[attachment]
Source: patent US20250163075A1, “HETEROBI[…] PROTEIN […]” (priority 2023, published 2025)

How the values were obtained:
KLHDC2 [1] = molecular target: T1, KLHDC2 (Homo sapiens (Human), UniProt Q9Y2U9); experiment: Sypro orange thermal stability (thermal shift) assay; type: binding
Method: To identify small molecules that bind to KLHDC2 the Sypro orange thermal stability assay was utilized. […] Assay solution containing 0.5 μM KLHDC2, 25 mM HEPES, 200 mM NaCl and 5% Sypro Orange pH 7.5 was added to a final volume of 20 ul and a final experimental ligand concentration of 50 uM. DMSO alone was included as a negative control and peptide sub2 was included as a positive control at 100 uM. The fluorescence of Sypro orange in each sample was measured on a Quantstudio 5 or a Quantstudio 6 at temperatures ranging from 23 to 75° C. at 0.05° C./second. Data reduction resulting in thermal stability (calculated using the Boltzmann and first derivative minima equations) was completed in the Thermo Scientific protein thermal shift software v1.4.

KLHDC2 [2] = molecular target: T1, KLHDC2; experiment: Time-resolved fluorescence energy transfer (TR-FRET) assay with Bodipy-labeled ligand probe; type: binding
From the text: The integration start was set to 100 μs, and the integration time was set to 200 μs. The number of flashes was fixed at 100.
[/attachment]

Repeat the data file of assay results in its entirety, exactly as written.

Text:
Source: patent US20250163075A1, “HETEROBI[…] PROTEIN […]” (priority 2023, published 2025)

How the values were obtained:
KLHDC2 [1] = molecular target: T1, KLHDC2 (Homo sapiens (Human), UniProt Q9Y2U9); experiment: Sypro orange thermal stability (thermal shift) assay; type: binding
Method: To identify small molecules that bind to KLHDC2 the Sypro orange thermal stability assay was utilized. […] Assay solution containing 0.5 μM KLHDC2, 25 mM HEPES, 200 mM NaCl and 5% Sypro Orange pH 7.5 was added to a final volume of 20 ul and a final experimental ligand concentration of 50 uM. DMSO alone was included as a negative control and peptide sub2 was included as a positive control at 100 uM. The fluorescence of Sypro orange in each sample was measured on a Quantstudio 5 or a Quantstudio 6 at temperatures ranging from 23 to 75° C. at 0.05° C./second. Data reduction resulting in thermal stability (calculated using the Boltzmann and first derivative minima equations) was completed in the Thermo Scientific protein thermal shift software v1.4.

KLHDC2 [2] = molecular target: T1, KLHDC2; experiment: Time-resolved fluorescence energy transfer (TR-FRET) assay with Bodipy-labeled ligand probe; type: binding
From the text: The integration start was set to 100 μs, and the integration time was set to 200 μs. The number of flashes was fixed at 100.